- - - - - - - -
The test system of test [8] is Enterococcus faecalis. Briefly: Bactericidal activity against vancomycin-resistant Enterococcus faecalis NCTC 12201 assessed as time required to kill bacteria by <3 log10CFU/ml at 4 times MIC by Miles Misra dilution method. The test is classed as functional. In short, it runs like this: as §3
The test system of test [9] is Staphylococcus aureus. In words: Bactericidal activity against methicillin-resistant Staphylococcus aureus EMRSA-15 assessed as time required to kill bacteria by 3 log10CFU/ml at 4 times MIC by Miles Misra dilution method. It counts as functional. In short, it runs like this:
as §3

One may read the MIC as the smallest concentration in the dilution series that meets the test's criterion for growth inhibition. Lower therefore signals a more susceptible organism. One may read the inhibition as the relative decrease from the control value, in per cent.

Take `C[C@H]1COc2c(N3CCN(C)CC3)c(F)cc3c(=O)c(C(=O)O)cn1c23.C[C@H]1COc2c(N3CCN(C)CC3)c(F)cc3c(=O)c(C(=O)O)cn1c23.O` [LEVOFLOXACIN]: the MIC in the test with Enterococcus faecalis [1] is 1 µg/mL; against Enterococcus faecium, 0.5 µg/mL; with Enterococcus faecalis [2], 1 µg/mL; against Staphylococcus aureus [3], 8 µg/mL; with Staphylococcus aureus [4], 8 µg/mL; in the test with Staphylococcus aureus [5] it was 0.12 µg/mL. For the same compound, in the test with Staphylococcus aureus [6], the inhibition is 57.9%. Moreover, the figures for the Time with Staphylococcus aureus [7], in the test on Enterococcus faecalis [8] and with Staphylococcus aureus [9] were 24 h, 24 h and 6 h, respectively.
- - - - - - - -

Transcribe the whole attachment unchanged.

The test system of test [8] is Enterococcus faecalis. Briefly: Bactericidal activity against vancomycin-resistant Enterococcus faecalis NCTC 12201 assessed as time required to kill bacteria by <3 log10CFU/ml at 4 times MIC by Miles Misra dilution method. The test is classed as functional. In short, it runs like this: as §3
The test system of test [9] is Staphylococcus aureus. In words: Bactericidal activity against methicillin-resistant Staphylococcus aureus EMRSA-15 assessed as time required to kill bacteria by 3 log10CFU/ml at 4 times MIC by Miles Misra dilution method. It counts as functional. In short, it runs like this:
as §3

One may read the MIC as the smallest concentration in the dilution series that meets the test's criterion for growth inhibition. Lower therefore signals a more susceptible organism. One may read the inhibition as the relative decrease from the control value, in per cent.

Take `C[C@H]1COc2c(N3CCN(C)CC3)c(F)cc3c(=O)c(C(=O)O)cn1c23.C[C@H]1COc2c(N3CCN(C)CC3)c(F)cc3c(=O)c(C(=O)O)cn1c23.O` [LEVOFLOXACIN]: the MIC in the test with Enterococcus faecalis [1] is 1 µg/mL; against Enterococcus faecium, 0.5 µg/mL; with Enterococcus faecalis [2], 1 µg/mL; against Staphylococcus aureus [3], 8 µg/mL; with Staphylococcus aureus [4], 8 µg/mL; in the test with Staphylococcus aureus [5] it was 0.12 µg/mL. For the same compound, in the test with Staphylococcus aureus [6], the inhibition is 57.9%. Moreover, the figures for the Time with Staphylococcus aureus [7], in the test on Enterococcus faecalis [8] and with Staphylococcus aureus [9] were 24 h, 24 h and 6 h, respectively.